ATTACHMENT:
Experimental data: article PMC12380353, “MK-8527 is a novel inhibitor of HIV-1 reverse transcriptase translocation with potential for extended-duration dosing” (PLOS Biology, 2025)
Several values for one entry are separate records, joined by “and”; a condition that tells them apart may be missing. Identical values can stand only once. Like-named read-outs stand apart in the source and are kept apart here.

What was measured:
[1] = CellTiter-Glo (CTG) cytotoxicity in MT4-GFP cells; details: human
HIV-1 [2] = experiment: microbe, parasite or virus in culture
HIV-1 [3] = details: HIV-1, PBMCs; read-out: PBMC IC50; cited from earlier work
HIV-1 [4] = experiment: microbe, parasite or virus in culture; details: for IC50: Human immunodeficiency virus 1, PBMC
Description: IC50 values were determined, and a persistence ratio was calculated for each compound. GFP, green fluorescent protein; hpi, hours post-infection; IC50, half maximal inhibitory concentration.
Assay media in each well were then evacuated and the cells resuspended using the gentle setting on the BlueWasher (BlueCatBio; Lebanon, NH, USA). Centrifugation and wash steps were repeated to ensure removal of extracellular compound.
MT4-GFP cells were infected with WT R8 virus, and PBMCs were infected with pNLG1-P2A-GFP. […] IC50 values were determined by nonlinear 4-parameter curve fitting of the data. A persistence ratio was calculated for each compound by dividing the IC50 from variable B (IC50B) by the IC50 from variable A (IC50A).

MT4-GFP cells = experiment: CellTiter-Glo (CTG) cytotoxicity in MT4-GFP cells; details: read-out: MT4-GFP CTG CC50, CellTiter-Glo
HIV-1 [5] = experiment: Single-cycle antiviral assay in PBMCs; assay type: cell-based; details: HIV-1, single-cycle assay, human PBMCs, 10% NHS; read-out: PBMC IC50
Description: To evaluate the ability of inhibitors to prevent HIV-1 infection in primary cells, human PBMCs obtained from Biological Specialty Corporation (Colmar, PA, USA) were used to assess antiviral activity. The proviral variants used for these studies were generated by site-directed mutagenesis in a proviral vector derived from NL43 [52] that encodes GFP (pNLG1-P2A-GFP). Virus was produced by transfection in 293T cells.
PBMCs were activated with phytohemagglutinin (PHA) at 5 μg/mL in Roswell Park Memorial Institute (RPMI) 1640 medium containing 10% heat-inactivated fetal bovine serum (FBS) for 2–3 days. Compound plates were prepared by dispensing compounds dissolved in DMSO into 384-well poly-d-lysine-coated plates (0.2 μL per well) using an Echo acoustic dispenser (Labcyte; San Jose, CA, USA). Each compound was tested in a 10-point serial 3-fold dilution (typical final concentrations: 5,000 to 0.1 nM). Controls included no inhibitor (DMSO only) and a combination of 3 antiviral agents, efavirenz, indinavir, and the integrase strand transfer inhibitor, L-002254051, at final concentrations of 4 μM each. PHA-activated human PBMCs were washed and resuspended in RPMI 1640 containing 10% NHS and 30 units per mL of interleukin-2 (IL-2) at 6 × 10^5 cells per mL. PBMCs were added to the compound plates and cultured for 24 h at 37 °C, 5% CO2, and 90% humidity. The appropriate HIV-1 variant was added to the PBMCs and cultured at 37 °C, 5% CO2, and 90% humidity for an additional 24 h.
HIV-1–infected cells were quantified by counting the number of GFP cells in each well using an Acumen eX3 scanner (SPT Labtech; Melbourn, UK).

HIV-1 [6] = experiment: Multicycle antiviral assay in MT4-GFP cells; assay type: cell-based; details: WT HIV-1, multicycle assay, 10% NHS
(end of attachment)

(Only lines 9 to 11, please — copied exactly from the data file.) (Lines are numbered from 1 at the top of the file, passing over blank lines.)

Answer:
Assay media in each well were then evacuated and the cells resuspended using the gentle setting on the BlueWasher (BlueCatBio; Lebanon, NH, USA). Centrifugation and wash steps were repeated to ensure removal of extracellular compound.
MT4-GFP cells were infected with WT R8 virus, and PBMCs were infected with pNLG1-P2A-GFP. […] IC50 values were determined by nonlinear 4-parameter curve fitting of the data. A persistence ratio was calculated for each compound by dividing the IC50 from variable B (IC50B) by the IC50 from variable A (IC50A).

MT4-GFP cells = experiment: CellTiter-Glo (CTG) cytotoxicity in MT4-GFP cells; details: read-out: MT4-GFP CTG CC50, CellTiter-Glo